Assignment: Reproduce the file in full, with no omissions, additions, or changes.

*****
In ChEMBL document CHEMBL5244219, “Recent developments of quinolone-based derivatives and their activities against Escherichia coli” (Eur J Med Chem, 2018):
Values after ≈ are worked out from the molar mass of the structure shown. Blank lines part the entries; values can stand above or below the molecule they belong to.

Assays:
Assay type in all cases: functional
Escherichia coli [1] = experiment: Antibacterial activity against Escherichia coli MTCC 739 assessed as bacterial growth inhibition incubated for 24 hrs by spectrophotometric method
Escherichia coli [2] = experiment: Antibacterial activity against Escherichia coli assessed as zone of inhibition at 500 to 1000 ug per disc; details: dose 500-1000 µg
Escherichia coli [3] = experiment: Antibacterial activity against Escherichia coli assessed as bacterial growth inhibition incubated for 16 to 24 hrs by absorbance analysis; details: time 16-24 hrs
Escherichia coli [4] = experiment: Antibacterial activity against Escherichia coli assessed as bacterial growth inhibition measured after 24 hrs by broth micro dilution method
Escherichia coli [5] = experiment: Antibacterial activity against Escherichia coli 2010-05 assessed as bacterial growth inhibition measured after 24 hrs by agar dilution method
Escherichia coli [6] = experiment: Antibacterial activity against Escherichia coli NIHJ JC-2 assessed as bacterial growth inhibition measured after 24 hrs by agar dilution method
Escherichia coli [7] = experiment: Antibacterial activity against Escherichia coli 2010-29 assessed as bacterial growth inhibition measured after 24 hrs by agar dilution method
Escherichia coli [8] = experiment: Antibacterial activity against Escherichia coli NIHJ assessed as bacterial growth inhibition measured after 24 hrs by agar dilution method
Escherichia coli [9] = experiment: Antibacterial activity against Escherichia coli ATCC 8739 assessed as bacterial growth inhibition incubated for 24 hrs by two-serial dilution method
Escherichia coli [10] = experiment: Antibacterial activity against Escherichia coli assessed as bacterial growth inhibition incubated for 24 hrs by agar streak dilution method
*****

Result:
In ChEMBL document CHEMBL5244219, “Recent developments of quinolone-based derivatives and their activities against Escherichia coli” (Eur J Med Chem, 2018):
Values after ≈ are worked out from the molar mass of the structure shown. Blank lines part the entries; values can stand above or below the molecule they belong to.

Assays:
Assay type in all cases: functional
Escherichia coli [1] = experiment: Antibacterial activity against Escherichia coli MTCC 739 assessed as bacterial growth inhibition incubated for 24 hrs by spectrophotometric method
Escherichia coli [2] = experiment: Antibacterial activity against Escherichia coli assessed as zone of inhibition at 500 to 1000 ug per disc; details: dose 500-1000 µg
Escherichia coli [3] = experiment: Antibacterial activity against Escherichia coli assessed as bacterial growth inhibition incubated for 16 to 24 hrs by absorbance analysis; details: time 16-24 hrs
Escherichia coli [4] = experiment: Antibacterial activity against Escherichia coli assessed as bacterial growth inhibition measured after 24 hrs by broth micro dilution method
Escherichia coli [5] = experiment: Antibacterial activity against Escherichia coli 2010-05 assessed as bacterial growth inhibition measured after 24 hrs by agar dilution method
Escherichia coli [6] = experiment: Antibacterial activity against Escherichia coli NIHJ JC-2 assessed as bacterial growth inhibition measured after 24 hrs by agar dilution method
Escherichia coli [7] = experiment: Antibacterial activity against Escherichia coli 2010-29 assessed as bacterial growth inhibition measured after 24 hrs by agar dilution method
Escherichia coli [8] = experiment: Antibacterial activity against Escherichia coli NIHJ assessed as bacterial growth inhibition measured after 24 hrs by agar dilution method
Escherichia coli [9] = experiment: Antibacterial activity against Escherichia coli ATCC 8739 assessed as bacterial growth inhibition incubated for 24 hrs by two-serial dilution method
Escherichia coli [10] = experiment: Antibacterial activity against Escherichia coli assessed as bacterial growth inhibition incubated for 24 hrs by agar streak dilution method